Management, Marketing, Innovation and Internationalisation
Research Handbooks in Business and Management series
Edited by John R. Bryson and Peter W. Daniels
Chapter 10: The growth of information-intensive services in the US economy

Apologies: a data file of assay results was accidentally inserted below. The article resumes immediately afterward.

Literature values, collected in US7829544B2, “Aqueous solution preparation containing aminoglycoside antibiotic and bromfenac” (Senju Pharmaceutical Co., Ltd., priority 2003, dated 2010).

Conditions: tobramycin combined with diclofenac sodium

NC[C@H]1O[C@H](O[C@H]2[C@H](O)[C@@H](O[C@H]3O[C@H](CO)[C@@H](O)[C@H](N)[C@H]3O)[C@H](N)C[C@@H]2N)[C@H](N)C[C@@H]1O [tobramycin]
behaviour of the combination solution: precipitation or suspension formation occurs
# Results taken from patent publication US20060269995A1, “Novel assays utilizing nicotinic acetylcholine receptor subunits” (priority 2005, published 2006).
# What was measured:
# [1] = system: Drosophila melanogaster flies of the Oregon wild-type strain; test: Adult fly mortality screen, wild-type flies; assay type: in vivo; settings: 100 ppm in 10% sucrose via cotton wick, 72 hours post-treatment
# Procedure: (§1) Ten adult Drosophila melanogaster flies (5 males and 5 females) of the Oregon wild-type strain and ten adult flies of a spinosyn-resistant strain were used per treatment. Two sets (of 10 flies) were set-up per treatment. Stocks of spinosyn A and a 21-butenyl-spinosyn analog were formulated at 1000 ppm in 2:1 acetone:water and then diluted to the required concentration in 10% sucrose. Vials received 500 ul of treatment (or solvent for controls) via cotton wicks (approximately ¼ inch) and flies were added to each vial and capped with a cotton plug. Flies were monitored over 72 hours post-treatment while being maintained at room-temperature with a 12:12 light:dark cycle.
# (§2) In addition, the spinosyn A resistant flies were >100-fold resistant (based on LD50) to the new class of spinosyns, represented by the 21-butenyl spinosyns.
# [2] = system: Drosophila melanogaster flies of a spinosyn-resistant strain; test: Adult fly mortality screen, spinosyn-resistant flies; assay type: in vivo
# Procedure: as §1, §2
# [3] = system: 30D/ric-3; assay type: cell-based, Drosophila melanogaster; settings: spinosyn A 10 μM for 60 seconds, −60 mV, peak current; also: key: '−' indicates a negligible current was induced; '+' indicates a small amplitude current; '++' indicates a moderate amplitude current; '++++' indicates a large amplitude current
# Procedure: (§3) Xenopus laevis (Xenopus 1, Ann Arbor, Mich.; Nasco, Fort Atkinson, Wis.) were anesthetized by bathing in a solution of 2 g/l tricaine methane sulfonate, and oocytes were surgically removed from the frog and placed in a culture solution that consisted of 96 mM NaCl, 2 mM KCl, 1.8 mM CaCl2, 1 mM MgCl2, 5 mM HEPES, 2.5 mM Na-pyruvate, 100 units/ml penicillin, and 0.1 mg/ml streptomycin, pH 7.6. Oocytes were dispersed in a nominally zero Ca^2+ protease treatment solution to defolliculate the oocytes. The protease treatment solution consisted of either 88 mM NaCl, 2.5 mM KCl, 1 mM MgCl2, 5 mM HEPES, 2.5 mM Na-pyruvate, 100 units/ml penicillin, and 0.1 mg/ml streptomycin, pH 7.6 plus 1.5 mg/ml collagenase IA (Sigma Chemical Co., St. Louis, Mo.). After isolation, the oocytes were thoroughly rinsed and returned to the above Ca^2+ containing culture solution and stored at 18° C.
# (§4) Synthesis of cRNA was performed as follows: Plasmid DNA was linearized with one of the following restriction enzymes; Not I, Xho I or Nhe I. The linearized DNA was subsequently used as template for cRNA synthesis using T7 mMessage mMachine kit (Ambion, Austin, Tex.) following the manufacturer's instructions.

Most of the large economies in the world are already dominated by services, in that they contribute more than 50 percent of national income. We are now in the midst of another major evolutionary trend, that from a material or physical to an information economy. This change is most visible in developed economies but is occurring everywhere. In this chapter, we explore the confluence of these two trends by examining the double dichotomy of products versus services and information-intensive versus material-intensive (or non-information) industries, which divides the economy into four super-sectors (Karmarkar 2008; Apte et al. 2008). Figure 10.1 provides some illustrative examples of industries in the four super-sectors. Note that certain physical manufacturing and service examples (for example, computers, telecom) fall in the information sector following the definition by Porat (1977). It should also be pointed out that many industries do not really lie entirely inside one cell. For example, the health care industry breaks down just about evenly across the material and information sectors.
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